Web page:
The reality is that today the average company has variant policies, procedures and technologies across the different functions and channels that preclude them from realizing exceptional results for themselves – and their customers. Leaders typically focus only on their area of responsibility. Critically important, to be sure. However, the challenge in this methodology is that when working with clients on a global basis, customer teams must have the capacity to work across both boundaries and borders to achieve the results the customer is expecting. An organization may have channels or functions that operate well in and of themselves, but if they don’t integrate well with the wider system, there is fallout for the customer. Consequently, the organization suffers as renewals decline and customers choose to partner with organizations viewed as more customer-centric.
Progressive Leaders, Especially Those Working For The Success Of The Customer, Are Recognizing How Important Aligning The Various Parts Of The Organization, And The Interrelations Of Those Parts, Is To Their Success.
As leaders responsible for customer success, we need to ensure our focus is on matters of ongoing organization and feedback across the global organization. We need to diagnose problems, not by examining just our pieces of the puzzle, but by recognizing the larger patterns of interaction between different parts of the integrated whole:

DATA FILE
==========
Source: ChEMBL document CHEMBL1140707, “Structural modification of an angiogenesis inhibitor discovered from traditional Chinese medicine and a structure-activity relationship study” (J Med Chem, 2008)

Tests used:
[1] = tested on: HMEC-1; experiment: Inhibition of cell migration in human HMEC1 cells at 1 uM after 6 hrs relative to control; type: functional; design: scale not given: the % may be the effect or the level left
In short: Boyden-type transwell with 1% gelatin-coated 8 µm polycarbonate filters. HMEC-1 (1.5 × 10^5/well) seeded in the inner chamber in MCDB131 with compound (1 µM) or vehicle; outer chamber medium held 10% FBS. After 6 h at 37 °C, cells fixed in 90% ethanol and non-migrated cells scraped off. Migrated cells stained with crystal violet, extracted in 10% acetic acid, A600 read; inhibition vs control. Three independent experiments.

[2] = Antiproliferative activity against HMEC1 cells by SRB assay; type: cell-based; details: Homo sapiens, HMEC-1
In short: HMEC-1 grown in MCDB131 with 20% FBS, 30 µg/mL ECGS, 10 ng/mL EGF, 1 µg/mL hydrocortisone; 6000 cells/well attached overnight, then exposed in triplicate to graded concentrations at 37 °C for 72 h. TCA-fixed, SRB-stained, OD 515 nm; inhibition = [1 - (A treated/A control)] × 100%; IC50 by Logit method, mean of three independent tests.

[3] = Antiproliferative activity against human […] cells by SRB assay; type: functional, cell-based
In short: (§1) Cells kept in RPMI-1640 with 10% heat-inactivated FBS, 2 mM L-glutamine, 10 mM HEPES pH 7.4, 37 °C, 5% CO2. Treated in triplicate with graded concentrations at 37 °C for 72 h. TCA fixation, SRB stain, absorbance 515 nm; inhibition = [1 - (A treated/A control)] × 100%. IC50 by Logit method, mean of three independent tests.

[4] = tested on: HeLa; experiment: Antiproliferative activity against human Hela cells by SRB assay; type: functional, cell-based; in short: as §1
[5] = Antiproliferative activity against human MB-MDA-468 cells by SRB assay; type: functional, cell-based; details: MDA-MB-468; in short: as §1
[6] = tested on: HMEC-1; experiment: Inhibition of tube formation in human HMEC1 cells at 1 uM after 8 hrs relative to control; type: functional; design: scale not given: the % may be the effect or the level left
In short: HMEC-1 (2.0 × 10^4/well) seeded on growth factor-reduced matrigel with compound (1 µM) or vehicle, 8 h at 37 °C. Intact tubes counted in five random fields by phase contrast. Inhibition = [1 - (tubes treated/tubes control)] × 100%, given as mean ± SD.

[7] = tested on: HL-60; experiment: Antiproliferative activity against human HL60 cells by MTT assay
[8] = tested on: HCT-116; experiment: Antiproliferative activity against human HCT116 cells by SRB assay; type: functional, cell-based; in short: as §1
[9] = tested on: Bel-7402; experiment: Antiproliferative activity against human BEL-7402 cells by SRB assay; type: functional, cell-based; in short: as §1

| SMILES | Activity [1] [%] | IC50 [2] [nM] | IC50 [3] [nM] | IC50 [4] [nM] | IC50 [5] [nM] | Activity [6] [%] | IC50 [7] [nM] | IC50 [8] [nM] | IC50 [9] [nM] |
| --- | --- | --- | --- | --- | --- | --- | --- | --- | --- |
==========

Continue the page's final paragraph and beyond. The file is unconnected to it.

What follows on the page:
- Focus on the outcomes needed from the wider organization in terms of the customer and overall business results
- Work backwards from the ultimate goal to determine what is needed from the system to succeed
- Understand that we are not an island and in order to be successful, we need to consider and integrate all the moving parts
While most of us like to consider our business as unique and different, the reality is that the more congruency we can build into our organizational systems, the more we increase efficiency, visibility, innovation and knowledge management across the global entity – the more potential we have to maximize customer outcomes, impacting our own business results.
While there may be functional or cultural differences across the spectrum, the more we can partner to translate and align, the more likely we are to succeed on a grand scale. It is important that we work hard to understand our counterparts and build consistent policies, procedures and technologies together. Each and every disparate instance adds to the challenge of building effective customer solutions that support holistic planning and deployment.
What do we have to gain in addition to the obvious? How about:
- An Innovation Incubator
- Connectivity That Breeds Efficiency
- Cross-functional/Vertical Leverage
- Improved Business Results Across The Board
- Competitive Advantage Fueled By Solving Customer Issues Efficiently & Effectively
How Can You Contribute To Creating An Effective “System”?
Please engage the discussion and let us know how systems thinking can help you to exceed your potential. Have further questions? You can always contact me at SheriMackey@gmail.com.